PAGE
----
Some linguists, following William J. Samarin, classify it as a Ngbandi-based creole; however, others (like Marcel Diki-Kidiri, Charles H. Morrill) reject that classification and say that changes in Sango structures (both internally and externally) can be explained quite well without a creolization process.
According to the creolization hypothesis, Sango is exceptional in that it is an African- rather than European-based creole. Although French has contributed numerous loanwords, Sango's structure is wholly African.
A variety of Sango was used as a lingua franca along the Ubangi River before French colonization, in the late 1800s. The French army recruited Central Africans, causing them to increasingly use Sango as a means of interethnic communication. Throughout the 20th century, missionaries promoted Sango because of its wide usage.
Originally used by river traders, Sango arose as a lingua franca based on the Northern Ngbandi dialect of the Sango tribe, part of the Ngbandi language cluster, with some French influence.
The rapid growth of the city of Bangui since the 1960s has had significant implications for the development of Sango, with the creation, for the first time, of a population of first-language speakers. Whereas rural immigrants to the city spoke many different languages and used Sango only as a lingua franca, their children use Sango as their main (and sometimes only) language. That has led to a rapid expansion of the lexicon, including both formal and slang terms. Also, its new position as the everyday language of the capital city has led to Sango gaining greater status and being used increasingly in fields for which it was previously the norm to use French.
Sango is widespread in the Central African Republic, with 350,000 speakers at the 1970 census. It is also spoken as a lingua franca in southern Chad, where it is probably not spoken natively and its use is decreasing, and in the Democratic Republic of the Congo, where its use is increasing.
Today, Sango is both a national and official language of the Central African Republic, which makes the Central African Republic one of the few African countries to have an indigenous language as an official language.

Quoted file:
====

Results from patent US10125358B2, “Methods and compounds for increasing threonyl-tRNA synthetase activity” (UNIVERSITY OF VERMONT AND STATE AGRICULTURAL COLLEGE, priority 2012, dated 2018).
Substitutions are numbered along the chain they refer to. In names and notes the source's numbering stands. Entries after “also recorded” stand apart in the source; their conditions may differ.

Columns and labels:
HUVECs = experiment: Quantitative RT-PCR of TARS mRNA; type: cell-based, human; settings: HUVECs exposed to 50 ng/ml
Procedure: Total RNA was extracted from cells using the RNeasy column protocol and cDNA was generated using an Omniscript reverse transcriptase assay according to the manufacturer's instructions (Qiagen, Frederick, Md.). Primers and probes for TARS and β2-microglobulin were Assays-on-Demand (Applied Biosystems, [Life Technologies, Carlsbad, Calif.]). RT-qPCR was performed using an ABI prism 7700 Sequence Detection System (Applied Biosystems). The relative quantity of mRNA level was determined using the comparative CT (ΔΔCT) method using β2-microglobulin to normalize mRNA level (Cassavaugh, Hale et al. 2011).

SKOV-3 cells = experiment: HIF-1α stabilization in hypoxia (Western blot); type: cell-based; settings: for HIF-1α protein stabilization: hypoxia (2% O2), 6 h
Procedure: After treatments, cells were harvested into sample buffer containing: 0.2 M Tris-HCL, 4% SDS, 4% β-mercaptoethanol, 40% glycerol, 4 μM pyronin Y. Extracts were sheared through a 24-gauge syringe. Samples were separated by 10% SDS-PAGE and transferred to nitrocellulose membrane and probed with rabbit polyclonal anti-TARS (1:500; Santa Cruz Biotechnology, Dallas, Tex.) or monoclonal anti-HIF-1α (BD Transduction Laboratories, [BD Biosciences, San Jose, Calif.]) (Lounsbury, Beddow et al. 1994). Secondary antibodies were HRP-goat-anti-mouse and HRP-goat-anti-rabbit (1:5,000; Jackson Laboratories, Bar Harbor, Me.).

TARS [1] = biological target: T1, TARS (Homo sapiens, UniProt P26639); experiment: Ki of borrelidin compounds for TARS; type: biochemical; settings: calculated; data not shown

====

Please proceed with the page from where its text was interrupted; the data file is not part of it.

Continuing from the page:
A study by Taber (1964) indicates that some 490 native Sango words account for about 90% of colloquial speech; however, while French loanwords are much more rarely used, they account for the majority of the vocabulary, particularly in the speech of learned people. The situation might be compared to English, in which most of the vocabulary, particularly "learned" words, is derived from Latin, Greek, or French while the basic vocabulary remains strongly Germanic. However, more recent studies suggest that the result is specific to a particular sociolect, the so-called "functionary" variety. Morrill's work, completed in 1997, revealed that there were three sociologically distinct norms emerging in the Sango language: an urban "radio" variety which is ranked by 80% of his interviewees and has a very few French loan words; a so-called "pastor" variety, which is scored 60%; and a "functionary" variety, spoken by learned people, who make the highest use of French loanwords while speaking Sango, which scores 40%.
Sango began being written by French missionaries, with Catholic and Protestant conventions differing slightly. The 1966 Bible and 1968 hymnal were highly influential and still used today.
In 1984, President André Kolingba signed 'Décret No 84.025', establishing an official orthography for Sango. The official Sango alphabet consists of 22 letters:
Letters are pronounced as their IPA equivalent except for ⟨y⟩, pronounced as [j]. Also, the digraphs ⟨kp, gb, mb, mv, nd, ng, ngb, nz⟩ are pronounced [k͡p], [ɡ͡b], [ᵐb], [(ᶬv)], [ⁿd], [ᵑɡ], [ᵑ͡ᵐɡ͡b] and [ⁿz], respectively.
⟨’b⟩, ⟨ty⟩, and ⟨dy⟩ may be used in loan words not fully integrated into Sango's phonological system.
The official orthography contains the following consonants: ⟨p, b, t, d, k, g, kp, gb, mb, mv, nd, ng, ngb, nz, f, v, s, z, h, l, r, y, w⟩: some add ⟨’b⟩ for the implosive /ɓ/. Sango has seven oral vowels, /a e ɛ i o ɔ u/, of which five, /ĩ ã ɛ̃ ɔ̃ ũ/, occur nasalized. In the official orthography, ⟨e⟩ stands for both /e/ and /ɛ/, and ⟨o⟩ stands for both /o/ and /ɔ/; nasal vowels are written ⟨in, en, an, on, un⟩.